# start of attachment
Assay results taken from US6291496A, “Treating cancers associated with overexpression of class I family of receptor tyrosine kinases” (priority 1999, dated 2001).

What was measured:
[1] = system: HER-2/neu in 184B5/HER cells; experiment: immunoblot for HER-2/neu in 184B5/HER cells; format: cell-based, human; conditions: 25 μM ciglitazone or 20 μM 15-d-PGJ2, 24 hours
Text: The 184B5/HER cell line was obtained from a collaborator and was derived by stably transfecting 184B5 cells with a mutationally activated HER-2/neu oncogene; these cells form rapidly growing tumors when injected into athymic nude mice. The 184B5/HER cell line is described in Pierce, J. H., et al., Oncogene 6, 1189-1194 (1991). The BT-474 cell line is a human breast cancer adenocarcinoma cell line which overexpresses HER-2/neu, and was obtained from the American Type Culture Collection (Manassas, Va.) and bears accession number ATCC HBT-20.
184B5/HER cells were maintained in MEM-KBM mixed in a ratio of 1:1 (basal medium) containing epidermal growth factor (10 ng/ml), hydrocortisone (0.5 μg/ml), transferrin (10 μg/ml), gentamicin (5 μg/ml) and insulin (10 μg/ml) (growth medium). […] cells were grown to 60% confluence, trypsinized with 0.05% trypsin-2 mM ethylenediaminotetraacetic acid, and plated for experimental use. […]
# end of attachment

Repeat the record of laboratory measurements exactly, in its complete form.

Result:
Assay results taken from US6291496A, “Treating cancers associated with overexpression of class I family of receptor tyrosine kinases” (priority 1999, dated 2001).

What was measured:
[1] = system: HER-2/neu in 184B5/HER cells; experiment: immunoblot for HER-2/neu in 184B5/HER cells; format: cell-based, human; conditions: 25 μM ciglitazone or 20 μM 15-d-PGJ2, 24 hours
Text: The 184B5/HER cell line was obtained from a collaborator and was derived by stably transfecting 184B5 cells with a mutationally activated HER-2/neu oncogene; these cells form rapidly growing tumors when injected into athymic nude mice. The 184B5/HER cell line is described in Pierce, J. H., et al., Oncogene 6, 1189-1194 (1991). The BT-474 cell line is a human breast cancer adenocarcinoma cell line which overexpresses HER-2/neu, and was obtained from the American Type Culture Collection (Manassas, Va.) and bears accession number ATCC HBT-20.
184B5/HER cells were maintained in MEM-KBM mixed in a ratio of 1:1 (basal medium) containing epidermal growth factor (10 ng/ml), hydrocortisone (0.5 μg/ml), transferrin (10 μg/ml), gentamicin (5 μg/ml) and insulin (10 μg/ml) (growth medium). […] cells were grown to 60% confluence, trypsinized with 0.05% trypsin-2 mM ethylenediaminotetraacetic acid, and plated for experimental use. […]